Today is our last day of school for the 2013-2014 year. We are obviously finishing academically strong by taking a field trip today to see The Lego Movie at the dollar theater. (Ha! Sarcasm.) We are also playing board games until our eyes fall out and getting our hair cut. Because nothing says, “Hello summer!” like chopped off hair.
Today is my son’s last day of elementary school. Sometime in August (when I’ve recovered my sanity and strength) school will start up again and he will officially be a seventh grader. Accordingly, this summer I will be brushing up on biology, pre-algebra, and introductory chemistry in preparation for next year. Just saying that sentence makes me doubt that I will ever be fully sane or strong again. Perhaps, if you’re the praying type, you could pray for me, a homeschooler of junior high age children.
Last night I was looking through old photos and I ran across Will’s first day of kindergarten. I remember that day vividly. He had a Bob the Builder backpack filled with kleenex boxes and dry erase markers and scissors and glue sticks. I had to force him to push his socks down around his ankles, he’d have worn them pulled up to his knees, and I used a spray bottle filled with water to slick down his cowlicks into something presentable.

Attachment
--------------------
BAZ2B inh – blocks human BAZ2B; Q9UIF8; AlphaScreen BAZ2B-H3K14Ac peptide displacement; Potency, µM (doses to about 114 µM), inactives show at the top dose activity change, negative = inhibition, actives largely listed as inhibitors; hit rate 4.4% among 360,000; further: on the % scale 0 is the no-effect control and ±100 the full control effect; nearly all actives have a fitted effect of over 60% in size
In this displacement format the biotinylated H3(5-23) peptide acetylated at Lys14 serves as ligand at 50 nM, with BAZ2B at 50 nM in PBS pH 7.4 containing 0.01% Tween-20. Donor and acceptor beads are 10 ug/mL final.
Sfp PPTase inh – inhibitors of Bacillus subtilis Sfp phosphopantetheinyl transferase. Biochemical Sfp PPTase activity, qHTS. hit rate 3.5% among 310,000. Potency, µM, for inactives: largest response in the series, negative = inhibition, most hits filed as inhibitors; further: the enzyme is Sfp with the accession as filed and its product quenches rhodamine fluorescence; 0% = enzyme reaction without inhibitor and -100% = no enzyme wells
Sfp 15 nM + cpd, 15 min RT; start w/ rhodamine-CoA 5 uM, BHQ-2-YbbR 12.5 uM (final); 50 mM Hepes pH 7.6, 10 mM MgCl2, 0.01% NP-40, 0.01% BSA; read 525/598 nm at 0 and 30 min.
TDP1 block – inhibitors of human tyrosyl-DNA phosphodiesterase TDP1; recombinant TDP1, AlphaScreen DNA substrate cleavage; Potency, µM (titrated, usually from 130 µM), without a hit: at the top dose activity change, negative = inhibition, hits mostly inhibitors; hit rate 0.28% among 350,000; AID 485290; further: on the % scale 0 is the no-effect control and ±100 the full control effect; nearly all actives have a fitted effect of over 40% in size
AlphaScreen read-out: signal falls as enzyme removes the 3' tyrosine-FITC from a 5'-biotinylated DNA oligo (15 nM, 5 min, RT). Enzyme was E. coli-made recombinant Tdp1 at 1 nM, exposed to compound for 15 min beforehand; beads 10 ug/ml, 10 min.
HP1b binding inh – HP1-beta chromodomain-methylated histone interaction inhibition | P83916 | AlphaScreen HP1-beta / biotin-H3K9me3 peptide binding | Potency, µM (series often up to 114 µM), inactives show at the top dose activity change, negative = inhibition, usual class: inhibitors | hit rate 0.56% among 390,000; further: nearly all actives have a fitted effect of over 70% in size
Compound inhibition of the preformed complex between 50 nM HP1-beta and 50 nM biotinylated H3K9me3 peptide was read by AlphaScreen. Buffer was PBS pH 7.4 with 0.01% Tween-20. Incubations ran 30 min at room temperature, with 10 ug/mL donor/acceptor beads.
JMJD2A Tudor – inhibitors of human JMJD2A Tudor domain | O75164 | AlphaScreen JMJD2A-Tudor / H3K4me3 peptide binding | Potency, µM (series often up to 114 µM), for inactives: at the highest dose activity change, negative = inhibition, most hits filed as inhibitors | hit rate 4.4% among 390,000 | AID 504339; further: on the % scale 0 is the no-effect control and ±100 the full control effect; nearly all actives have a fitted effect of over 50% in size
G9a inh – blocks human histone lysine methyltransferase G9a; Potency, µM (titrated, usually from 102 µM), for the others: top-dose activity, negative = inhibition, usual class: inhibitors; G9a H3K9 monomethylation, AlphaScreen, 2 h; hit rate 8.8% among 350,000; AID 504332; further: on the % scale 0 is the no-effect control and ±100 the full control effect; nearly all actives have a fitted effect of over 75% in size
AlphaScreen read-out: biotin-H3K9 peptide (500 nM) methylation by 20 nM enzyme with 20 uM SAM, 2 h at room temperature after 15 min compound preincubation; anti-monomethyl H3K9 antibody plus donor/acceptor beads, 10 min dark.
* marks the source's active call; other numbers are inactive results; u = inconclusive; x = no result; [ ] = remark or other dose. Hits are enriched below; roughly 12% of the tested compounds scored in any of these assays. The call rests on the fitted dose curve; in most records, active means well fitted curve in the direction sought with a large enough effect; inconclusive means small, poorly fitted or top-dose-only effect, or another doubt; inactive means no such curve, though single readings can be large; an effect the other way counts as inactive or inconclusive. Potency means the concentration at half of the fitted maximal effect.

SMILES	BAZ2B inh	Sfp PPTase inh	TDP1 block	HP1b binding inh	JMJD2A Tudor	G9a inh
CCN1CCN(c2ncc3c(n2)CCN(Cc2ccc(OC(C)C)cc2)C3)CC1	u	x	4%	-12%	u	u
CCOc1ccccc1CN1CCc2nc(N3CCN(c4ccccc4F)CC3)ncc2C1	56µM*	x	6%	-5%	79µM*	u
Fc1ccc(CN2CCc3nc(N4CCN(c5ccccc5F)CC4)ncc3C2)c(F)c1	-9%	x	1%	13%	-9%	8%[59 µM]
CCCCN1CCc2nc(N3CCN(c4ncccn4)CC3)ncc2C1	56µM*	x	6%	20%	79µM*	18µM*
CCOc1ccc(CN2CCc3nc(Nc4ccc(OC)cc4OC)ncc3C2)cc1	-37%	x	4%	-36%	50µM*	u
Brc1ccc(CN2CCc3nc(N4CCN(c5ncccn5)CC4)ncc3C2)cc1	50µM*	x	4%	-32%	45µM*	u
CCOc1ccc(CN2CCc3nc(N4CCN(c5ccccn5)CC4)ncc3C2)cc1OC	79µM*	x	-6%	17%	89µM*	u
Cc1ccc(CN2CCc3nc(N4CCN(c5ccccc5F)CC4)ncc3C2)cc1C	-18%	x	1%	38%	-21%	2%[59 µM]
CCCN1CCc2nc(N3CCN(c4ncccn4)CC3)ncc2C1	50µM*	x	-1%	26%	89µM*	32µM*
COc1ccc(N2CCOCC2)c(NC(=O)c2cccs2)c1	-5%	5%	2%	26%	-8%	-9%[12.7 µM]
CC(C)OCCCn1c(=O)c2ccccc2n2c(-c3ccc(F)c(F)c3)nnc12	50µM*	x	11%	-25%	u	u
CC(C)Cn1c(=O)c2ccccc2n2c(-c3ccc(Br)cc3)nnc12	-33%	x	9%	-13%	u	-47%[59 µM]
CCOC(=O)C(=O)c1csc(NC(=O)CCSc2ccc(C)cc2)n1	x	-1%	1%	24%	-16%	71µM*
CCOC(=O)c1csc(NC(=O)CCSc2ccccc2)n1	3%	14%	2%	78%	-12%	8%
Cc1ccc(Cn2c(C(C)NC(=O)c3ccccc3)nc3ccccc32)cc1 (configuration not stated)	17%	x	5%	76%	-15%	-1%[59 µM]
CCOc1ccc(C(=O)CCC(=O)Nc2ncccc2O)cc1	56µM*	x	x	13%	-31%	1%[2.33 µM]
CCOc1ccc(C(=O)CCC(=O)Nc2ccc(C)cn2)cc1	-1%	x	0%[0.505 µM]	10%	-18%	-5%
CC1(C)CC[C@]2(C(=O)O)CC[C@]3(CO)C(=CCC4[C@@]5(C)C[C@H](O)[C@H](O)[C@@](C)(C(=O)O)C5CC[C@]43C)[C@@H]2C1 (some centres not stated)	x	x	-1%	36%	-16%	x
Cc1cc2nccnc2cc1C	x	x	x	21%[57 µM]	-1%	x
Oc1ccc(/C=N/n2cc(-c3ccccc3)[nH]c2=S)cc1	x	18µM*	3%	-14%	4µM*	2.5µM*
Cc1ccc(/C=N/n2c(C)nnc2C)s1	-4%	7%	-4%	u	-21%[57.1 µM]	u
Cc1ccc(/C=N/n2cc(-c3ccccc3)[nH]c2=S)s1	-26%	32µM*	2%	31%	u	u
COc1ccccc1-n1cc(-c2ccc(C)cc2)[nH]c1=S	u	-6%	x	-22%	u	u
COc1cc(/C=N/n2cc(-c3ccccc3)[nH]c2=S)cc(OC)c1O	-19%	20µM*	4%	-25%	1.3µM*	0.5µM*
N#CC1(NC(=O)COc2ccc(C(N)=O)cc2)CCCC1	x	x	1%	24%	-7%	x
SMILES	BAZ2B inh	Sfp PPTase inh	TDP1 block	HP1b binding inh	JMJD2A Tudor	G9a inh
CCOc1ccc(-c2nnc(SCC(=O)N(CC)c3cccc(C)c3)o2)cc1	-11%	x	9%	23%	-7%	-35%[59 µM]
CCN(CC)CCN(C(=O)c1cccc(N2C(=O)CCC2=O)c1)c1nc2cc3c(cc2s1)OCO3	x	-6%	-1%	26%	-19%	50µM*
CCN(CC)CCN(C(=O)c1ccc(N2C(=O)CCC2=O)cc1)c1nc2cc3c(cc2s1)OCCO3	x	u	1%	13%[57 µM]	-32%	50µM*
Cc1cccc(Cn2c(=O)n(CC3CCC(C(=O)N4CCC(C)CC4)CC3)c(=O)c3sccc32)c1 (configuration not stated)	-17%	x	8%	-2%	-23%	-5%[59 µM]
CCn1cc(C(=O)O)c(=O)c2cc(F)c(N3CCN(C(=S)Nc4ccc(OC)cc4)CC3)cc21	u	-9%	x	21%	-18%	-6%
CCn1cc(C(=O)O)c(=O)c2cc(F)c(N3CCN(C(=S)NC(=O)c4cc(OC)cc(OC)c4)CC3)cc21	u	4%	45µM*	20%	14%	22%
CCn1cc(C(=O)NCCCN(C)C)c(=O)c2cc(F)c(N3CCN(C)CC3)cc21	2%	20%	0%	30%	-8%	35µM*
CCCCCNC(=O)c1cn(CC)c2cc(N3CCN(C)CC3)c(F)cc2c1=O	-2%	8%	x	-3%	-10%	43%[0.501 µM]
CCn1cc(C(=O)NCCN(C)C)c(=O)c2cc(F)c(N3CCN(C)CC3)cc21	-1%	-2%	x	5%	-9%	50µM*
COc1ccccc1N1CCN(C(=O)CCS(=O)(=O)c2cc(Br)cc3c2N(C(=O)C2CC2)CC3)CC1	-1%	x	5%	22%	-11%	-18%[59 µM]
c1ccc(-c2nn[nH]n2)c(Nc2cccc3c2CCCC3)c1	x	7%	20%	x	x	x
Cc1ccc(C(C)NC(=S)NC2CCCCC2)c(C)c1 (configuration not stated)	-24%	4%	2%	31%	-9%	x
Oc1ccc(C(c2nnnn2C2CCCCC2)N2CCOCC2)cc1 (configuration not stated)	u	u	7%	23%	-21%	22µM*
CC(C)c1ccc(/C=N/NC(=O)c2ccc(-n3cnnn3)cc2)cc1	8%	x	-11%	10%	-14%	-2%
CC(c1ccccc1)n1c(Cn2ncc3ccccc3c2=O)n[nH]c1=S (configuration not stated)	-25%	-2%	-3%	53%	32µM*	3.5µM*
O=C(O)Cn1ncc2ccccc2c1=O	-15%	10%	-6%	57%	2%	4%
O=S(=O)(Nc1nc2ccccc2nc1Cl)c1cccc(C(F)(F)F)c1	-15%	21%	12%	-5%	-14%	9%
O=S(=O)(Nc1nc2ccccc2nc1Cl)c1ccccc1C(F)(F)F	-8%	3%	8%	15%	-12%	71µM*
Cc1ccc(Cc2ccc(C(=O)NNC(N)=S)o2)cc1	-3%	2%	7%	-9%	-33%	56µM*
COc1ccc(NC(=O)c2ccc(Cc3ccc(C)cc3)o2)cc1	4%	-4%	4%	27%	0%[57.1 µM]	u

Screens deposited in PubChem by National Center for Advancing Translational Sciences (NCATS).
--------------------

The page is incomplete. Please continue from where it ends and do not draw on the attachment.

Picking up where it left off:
When the school bus came and he climbed on board, he had to use the railing to hoist himself up the giant steps. At that moment I wanted nothing more than to yank him off those ridiculous stairs because the only thought I had in my head was, “It’s obvious my baby is too little to be doing this!” But I forced myself to stay where I was and smile and wave as the bus pulled away from the curb. Then, once the bus was out of sight, I sobbed uncontrollably and called my mother who knew exactly how I felt, despite my inability to make coherent sentences.
Fast forward almost seven years later. Will is taller than our bookshelves, his cowlicks have almost disappeared, his backpack no longer has Bob the Builder on the front but the Indianapolis Colts instead, he no longer rides a bus to school but is homeschooled, and whenever he wears shorts I only have to remind him to push down his socks half of the time.
Something that hasn’t changed: whenever he leaves for his next adventure without me I always smile and wave as he runs out the door. But inside, my heart breaks a little bit, and nothing feels right until he returns home again.